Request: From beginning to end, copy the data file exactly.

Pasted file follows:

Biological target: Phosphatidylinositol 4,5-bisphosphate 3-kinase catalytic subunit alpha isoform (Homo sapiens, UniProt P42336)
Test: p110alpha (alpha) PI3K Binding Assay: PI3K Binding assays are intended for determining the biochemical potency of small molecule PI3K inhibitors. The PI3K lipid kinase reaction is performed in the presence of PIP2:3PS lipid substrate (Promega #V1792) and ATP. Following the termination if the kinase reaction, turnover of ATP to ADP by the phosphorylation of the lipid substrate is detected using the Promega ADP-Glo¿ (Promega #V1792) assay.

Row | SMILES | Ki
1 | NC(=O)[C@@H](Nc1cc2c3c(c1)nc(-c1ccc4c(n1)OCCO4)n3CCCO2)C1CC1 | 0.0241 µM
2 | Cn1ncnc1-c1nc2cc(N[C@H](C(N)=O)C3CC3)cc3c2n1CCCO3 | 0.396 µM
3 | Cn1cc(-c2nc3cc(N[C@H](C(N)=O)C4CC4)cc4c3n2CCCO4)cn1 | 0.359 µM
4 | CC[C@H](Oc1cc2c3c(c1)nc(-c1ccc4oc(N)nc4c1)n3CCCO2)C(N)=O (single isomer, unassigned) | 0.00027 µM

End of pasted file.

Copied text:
Biological target: Phosphatidylinositol 4,5-bisphosphate 3-kinase catalytic subunit alpha isoform (Homo sapiens, UniProt P42336)
Test: p110alpha (alpha) PI3K Binding Assay: PI3K Binding assays are intended for determining the biochemical potency of small molecule PI3K inhibitors. The PI3K lipid kinase reaction is performed in the presence of PIP2:3PS lipid substrate (Promega #V1792) and ATP. Following the termination if the kinase reaction, turnover of ATP to ADP by the phosphorylation of the lipid substrate is detected using the Promega ADP-Glo¿ (Promega #V1792) assay.

Row | SMILES | Ki
1 | NC(=O)[C@@H](Nc1cc2c3c(c1)nc(-c1ccc4c(n1)OCCO4)n3CCCO2)C1CC1 | 0.0241 µM
2 | Cn1ncnc1-c1nc2cc(N[C@H](C(N)=O)C3CC3)cc3c2n1CCCO3 | 0.396 µM
3 | Cn1cc(-c2nc3cc(N[C@H](C(N)=O)C4CC4)cc4c3n2CCCO4)cn1 | 0.359 µM
4 | CC[C@H](Oc1cc2c3c(c1)nc(-c1ccc4oc(N)nc4c1)n3CCCO2)C(N)=O (single isomer, unassigned) | 0.00027 µM